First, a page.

In 1924, in a special election citizens voted down a bond measure to construct the dam in Mission Gorge, but later that year approved a bond issue to construct the dam at El Capitan by a three-to-one margin. It was ten years before El Capitan Dam was finally built. In 1930, a second bond measure was put before the voters, who were asked to fund the construction of a dam one-half mile below the old Mission Dam - it too failed, and this time by an even greater margin than the first.
If a dam had been built anywhere in Mission Gorge the 1920s or 30s, large portions of the land that became Mission Trails Regional Park would have disappeared beneath its waters. By the mid-1950s the area had become far too developed and populated to seriously consider a dam project, and by the 1960s it had become impossible.
As San Diego grew, the back country along the San Diego River provided an outlet from stress and an opportunity to get away from city life. As late as the mid-1920s, enough unfenced land remained to allow unhindered treks all the way from the Cuyamaca foothills westward to the coast. Hunters, hikers, and naturalists alike shared this "wilderness" area so close to home. Climbing Cowles Mountain for the view from the top was a favorite local pastime, and for 40 years, from 1931 to 1971, San Diego State College freshman classes repainted the "S" (which stood for San Diego State) on the southwest side of the mountain.
The military presence in Mission Trails Regional Park dates back to 1917, when U.S. Army personnel based at Camp Kearny a few miles to the west, used Fortuna Mountain as an artillery target as part of World War I training exercises. This practice was repeated when the area was reactivated as a military base in 1934, this time as Camp Elliott, a U.S. Marine Corps training center. Ordnance was fired at the mountain for the next ten years, when the land was turned over to the U.S. Navy. The Navy used the lands around Fortuna Mountain for infantry, tank and artillery training during World War II and the Korean War.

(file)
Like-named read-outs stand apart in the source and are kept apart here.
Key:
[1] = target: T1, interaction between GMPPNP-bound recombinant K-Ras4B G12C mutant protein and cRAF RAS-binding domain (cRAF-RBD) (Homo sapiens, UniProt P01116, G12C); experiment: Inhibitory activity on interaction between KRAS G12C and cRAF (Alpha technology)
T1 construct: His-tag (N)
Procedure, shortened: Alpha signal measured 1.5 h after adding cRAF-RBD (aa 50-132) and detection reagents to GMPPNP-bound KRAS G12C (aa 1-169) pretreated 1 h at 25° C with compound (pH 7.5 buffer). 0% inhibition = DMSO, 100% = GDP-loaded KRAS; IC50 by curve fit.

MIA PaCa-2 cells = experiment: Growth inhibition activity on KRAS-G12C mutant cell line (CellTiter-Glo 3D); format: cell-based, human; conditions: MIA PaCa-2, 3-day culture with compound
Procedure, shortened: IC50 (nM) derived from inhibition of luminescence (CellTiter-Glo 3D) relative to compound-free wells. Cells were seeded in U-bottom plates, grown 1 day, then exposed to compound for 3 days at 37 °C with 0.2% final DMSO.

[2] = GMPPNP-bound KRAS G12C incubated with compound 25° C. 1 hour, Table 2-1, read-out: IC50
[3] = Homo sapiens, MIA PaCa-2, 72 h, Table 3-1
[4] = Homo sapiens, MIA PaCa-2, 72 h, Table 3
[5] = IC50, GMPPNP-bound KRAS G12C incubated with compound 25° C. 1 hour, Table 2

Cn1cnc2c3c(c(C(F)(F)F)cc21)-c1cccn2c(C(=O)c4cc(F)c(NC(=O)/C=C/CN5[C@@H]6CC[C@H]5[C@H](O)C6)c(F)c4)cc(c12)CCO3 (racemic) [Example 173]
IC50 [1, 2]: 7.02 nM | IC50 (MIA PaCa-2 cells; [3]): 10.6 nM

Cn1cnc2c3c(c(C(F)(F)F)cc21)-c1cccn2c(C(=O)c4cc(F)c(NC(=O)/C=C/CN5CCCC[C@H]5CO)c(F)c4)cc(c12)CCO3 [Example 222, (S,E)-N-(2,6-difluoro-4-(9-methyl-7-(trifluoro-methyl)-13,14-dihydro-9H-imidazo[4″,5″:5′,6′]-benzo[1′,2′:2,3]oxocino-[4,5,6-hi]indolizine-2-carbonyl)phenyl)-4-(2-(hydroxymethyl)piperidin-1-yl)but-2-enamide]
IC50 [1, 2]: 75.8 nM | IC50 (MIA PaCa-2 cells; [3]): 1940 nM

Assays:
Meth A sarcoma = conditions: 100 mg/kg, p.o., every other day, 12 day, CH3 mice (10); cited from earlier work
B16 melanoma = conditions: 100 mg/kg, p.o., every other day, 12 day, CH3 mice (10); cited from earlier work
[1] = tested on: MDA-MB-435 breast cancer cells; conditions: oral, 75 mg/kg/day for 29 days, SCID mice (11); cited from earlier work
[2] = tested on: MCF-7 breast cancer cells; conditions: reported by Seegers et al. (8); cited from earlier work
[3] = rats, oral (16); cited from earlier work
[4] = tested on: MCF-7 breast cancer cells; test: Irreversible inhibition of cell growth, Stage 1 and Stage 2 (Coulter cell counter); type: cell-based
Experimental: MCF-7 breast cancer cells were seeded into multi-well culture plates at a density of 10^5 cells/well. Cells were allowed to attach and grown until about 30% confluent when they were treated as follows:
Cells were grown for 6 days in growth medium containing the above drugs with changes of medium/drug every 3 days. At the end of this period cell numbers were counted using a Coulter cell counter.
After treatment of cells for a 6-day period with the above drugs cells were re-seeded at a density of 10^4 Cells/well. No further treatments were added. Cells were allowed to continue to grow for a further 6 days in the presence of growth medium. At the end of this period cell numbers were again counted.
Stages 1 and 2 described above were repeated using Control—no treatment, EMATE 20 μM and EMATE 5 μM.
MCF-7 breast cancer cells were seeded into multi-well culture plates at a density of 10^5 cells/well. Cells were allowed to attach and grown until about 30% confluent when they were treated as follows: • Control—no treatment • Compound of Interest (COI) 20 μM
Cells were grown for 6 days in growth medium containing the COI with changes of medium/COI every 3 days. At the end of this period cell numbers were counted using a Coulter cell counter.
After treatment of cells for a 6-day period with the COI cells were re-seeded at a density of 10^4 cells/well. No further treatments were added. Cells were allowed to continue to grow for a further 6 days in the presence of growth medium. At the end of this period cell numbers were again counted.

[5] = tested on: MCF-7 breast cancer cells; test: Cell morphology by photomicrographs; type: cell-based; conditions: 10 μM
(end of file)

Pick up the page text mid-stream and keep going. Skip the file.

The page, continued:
In 1960, about one-third of Camp Elliot's lands were declared excess holdings and were transferred to the General Services Administration. Between 1960 and 1963, some of this property was given to the City of San Diego, San Diego State University, and the San Diego Unified School District. Ultimately much of this land became part of Mission Trails Regional Park.
Unexploded ordnance was an unfortunate legacy of the military period. Hikers sometimes discovered unexploded materials along the trails, especially after rainy periods, and it became clear the ordnance posed a serious public safety hazard. In 1993, an intensive sweep of the area was conducted and literally tons of unexploded materials were removed.
encompasses nearly 5,800 acres of both natural and
developed recreational acres Its rugged hills, valleys
and open areas represent a San Diego prior to the
landing of Cabrillo in San Diego Bay in 1542. read more